Despite Volta’s refutation, demonstrations of galvanism remained popular in the 19th century, especially among the elite. Elites would often hold parties and host experiments to entertain their guests (Lai). In her journal, English Baroness Elizabeth Lady Holland writes about a dinner party she attended in Turin in May of 1792. She notes, “Cte. Masin gave me a very fine dinner. Before dinner, he sent for one of the Professors, who exhibited the cruel experiment of a frog to prove animal electricity” (Holland 7). Galvanism was not only for the elite, however. Public demonstrations of galvanic experiments on mutilated dead animals were frequent during the 1700-1800s.
In 1803, John Aldini wrote about his own experimental procedures on galvanism. He compiled his thoughts into a journal called “An Account of the Late Improvements in Galvanism (1803).” In this journal, J. Aldini describes the effects of electricity introduced to a criminal’s head, arms, and legs. After charging the head, the mouth discharged saliva and appeared to be distorted. He then tried placing the charges directly on the brain, which excited the muscles of the face. As he kept going, the contractions of the muscles became weaker and weaker, especially in the extremities. J. Aldini found that the more energy he put into the electrodes, the stronger the contractions became. Aldini even attempted to push currents through the heart. However, by this time, the body was too far gone to show any signs of successful resuscitation. In total, J. Aldini conducted nearly one hundred experiments on animals and humans and documented each one.
Luigi Galvani had a nephew by the name of Giovanni Aldini. Aldini, a strong supporter of galvanism, was determined to refute Volta on the theory of animal electricity. After many demonstrations of galvanism using dismembered animals, Aldini decided to electrify executed criminal, George Forster in a public setting. This experiment would go down as one of the most famous in medical history. When Forster’s face was attached to a large battery and conducting rods, “‘the jaw began to quiver, the adjoining muscles were horribly contorted, and the left eye actually opened’. The climax of the performance came as Aldini probed Forster’s rectum, causing his clenched fist to punch the air, as if in fury, his legs to kick and his back to arch violently” (Pilkington). This experiment frightened many of those in the audience and everyone who heard about it, including Gothic novelist Mary Shelley. The opening of the eye, in particular, was an image so powerful that Shelley incorporated it into her narrative: “With an anxiety that almost amounted to agony, I collected the instruments of life around me, that I might infuse a spark of being into the lifeless thing that lay at my feet…. I saw the dull yellow eye of the creature open; it breathed hard, and a convulsive motion agitated its limbs” (Shelley 35). There is a direct parallel between the real account of George Forster and the monster’s coming to life. Both Shelley and the account of George Forster focus on the opening of the eye with one hand stretched out: “…and his eyes, if they may be called, where fixated on me. His jaws opened, and he muttered some inarticulate sounds, while a grin wrinkled his cheeks… one hand was stretched out…” (Shelley 36). Given these descriptions, it is hard to refute that galvanism was indeed an inspiration for Frankenstein.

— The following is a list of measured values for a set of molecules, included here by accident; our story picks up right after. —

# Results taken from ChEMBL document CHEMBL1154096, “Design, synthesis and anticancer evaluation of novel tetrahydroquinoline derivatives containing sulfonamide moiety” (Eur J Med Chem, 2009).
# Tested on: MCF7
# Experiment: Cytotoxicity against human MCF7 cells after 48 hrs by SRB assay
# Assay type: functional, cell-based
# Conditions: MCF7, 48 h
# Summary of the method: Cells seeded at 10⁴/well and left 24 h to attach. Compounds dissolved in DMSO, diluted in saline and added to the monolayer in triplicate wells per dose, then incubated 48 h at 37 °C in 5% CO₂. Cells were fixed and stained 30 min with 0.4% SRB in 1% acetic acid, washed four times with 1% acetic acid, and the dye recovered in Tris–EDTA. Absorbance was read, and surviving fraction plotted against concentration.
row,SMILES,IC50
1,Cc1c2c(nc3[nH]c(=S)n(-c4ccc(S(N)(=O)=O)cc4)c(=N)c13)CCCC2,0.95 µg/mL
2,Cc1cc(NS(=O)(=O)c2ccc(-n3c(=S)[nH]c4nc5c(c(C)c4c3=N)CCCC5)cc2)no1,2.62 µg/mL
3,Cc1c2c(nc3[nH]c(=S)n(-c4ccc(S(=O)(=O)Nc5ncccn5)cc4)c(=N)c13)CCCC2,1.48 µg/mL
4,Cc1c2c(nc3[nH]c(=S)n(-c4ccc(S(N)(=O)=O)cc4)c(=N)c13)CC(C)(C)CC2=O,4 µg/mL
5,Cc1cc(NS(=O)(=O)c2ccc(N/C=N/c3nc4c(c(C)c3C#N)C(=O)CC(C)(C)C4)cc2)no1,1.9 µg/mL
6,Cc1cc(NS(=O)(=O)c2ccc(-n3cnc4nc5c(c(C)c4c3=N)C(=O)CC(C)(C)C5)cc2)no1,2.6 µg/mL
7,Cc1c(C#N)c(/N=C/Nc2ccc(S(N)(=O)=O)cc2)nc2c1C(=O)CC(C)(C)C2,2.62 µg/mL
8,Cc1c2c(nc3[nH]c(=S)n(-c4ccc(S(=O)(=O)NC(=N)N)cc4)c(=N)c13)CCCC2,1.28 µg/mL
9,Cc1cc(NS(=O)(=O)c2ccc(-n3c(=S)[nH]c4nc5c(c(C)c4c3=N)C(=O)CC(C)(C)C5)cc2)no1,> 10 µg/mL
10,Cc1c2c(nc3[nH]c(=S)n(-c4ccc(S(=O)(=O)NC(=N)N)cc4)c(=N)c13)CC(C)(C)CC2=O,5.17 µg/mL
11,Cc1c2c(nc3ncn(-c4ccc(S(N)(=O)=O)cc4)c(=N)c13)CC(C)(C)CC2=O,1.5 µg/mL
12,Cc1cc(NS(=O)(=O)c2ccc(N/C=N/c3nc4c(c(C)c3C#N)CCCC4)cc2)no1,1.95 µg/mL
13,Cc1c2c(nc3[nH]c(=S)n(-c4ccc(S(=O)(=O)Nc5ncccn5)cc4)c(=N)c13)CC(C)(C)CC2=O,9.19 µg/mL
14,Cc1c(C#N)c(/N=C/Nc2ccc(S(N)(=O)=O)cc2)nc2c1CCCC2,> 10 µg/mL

The “Account on the Late Improvements in Galvanism (1803) was written by the name of John Aldini. This may have been Giovanni Aldini, Luigi Galvani’s nephew. Because of the uncertainty, this paper references Giovanni Aldini and John Aldini as separate scientists.
Top image: “Old Handwritten Journal” (Pixabay) was chosen because it mimics what Lady Holland’s firsthand account would look like. Note that it is not the actual journal of the Baroness.
Aldini, John. “An Account of the Late Improvements in Galvanism (1803).” The Public Domain Review, publicdomainreview.org/collections/an-account-of-the-late-improvements-in- galvanism-1803/.
Holland, Elizabeth. “The Journal of Elizabeth Lady Holland.” Google Books, 1908, books.google.com/books?id=AgwMAAAAYAAJ&pg=PA7&lpg=PA7&dq=%22cruel% 2Bexperiment%2Bupon%2Ba%2Bfrog%22&source=bl&ots=IbhpahS- dr&sig=x67Ee95EPiJHbb6VT3cgtUHlQmU&hl=en&sa=X&ved=0ahUKEwjBoZr- v5rUAhUKyoMKHdSLC-QQ6AEIJTAB#v=onepage&q=%22cruel%20experiment&f=false.